The Epoch Times film critic sifts through the 60–70 film offerings of November 2015, and picks five. The choices are based on which movies will have the most visibility and potential to impact culture, especially (but not always) in a positive way, and collates some critique excerpts from fellow reviewers from other news publications.
James Bond peels the layers of deception off a deadly organization, while M fights to keep Her Majesty’s Secret Service alive.
In many ways “Spectre” is the purest Bond experience of the Craig era. Stylistically, it’s a film that looks and feels like a modern action movie—clearly no expense was spared in executing the pulse-quickening aerial stunts and seat-shaking set-piece pyrotechnics that break up the shaggy plot. For all that, the 24th installment in the franchise is unavoidably a 21st century spectacle, however, narratively speaking it is underpinned by a reluctance to break from tradition.
For all its flaws, overreaching ambition, and excessive running time, this is a prestige picture on a huge scale. You get literally more bang for your buck than any other movie. You can feel the quality in the supercar chase through Rome, in the high-speed pursuit by boat down the Thames, and as Bond indulges in an alpine game of chicken, played out with a plane and a convoy of SUVs.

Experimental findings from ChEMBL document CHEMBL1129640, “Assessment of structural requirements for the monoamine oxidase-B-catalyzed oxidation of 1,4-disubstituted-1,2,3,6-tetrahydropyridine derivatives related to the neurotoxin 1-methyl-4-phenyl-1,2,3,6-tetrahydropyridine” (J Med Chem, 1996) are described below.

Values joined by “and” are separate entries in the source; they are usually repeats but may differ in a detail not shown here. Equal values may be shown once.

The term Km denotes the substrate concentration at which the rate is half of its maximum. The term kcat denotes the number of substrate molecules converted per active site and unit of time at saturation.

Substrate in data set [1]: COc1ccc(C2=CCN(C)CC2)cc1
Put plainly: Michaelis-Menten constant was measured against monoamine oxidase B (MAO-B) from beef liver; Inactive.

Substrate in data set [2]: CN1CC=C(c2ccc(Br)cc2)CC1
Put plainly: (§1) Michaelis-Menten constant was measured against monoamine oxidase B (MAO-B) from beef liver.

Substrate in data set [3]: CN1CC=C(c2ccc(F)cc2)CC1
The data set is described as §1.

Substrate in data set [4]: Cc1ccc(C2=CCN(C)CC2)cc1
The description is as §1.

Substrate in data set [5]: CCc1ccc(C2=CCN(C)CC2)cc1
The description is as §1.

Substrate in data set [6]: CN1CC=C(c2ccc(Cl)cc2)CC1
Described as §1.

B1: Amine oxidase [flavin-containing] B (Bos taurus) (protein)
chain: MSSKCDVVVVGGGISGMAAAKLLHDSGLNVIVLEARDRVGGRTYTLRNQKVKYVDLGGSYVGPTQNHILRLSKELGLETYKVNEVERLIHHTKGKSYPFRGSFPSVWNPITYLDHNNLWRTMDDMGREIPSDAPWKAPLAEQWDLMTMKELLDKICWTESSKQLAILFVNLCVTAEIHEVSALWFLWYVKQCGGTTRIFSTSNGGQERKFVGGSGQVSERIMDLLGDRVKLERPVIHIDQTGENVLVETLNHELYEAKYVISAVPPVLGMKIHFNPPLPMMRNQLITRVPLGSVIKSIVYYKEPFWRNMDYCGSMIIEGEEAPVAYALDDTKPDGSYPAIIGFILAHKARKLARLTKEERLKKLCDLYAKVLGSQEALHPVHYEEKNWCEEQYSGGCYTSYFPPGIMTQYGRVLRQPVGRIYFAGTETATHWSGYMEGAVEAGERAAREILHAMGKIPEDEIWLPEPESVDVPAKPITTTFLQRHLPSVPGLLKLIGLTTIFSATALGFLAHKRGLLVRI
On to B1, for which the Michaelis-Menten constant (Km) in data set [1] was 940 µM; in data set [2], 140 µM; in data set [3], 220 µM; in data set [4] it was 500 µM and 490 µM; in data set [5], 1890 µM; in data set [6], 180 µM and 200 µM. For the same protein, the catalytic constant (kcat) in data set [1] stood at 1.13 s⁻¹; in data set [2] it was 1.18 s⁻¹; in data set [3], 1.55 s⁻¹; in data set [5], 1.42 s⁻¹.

“Spotlight” is the true story of how the Boston Globe exposed the horrendous child molestation scandal and cover-up within Boston’s Catholic archdiocese, which turned out to be like pulling a strand of yarn on a sweater, unraveling secrets of the entire Catholic Church.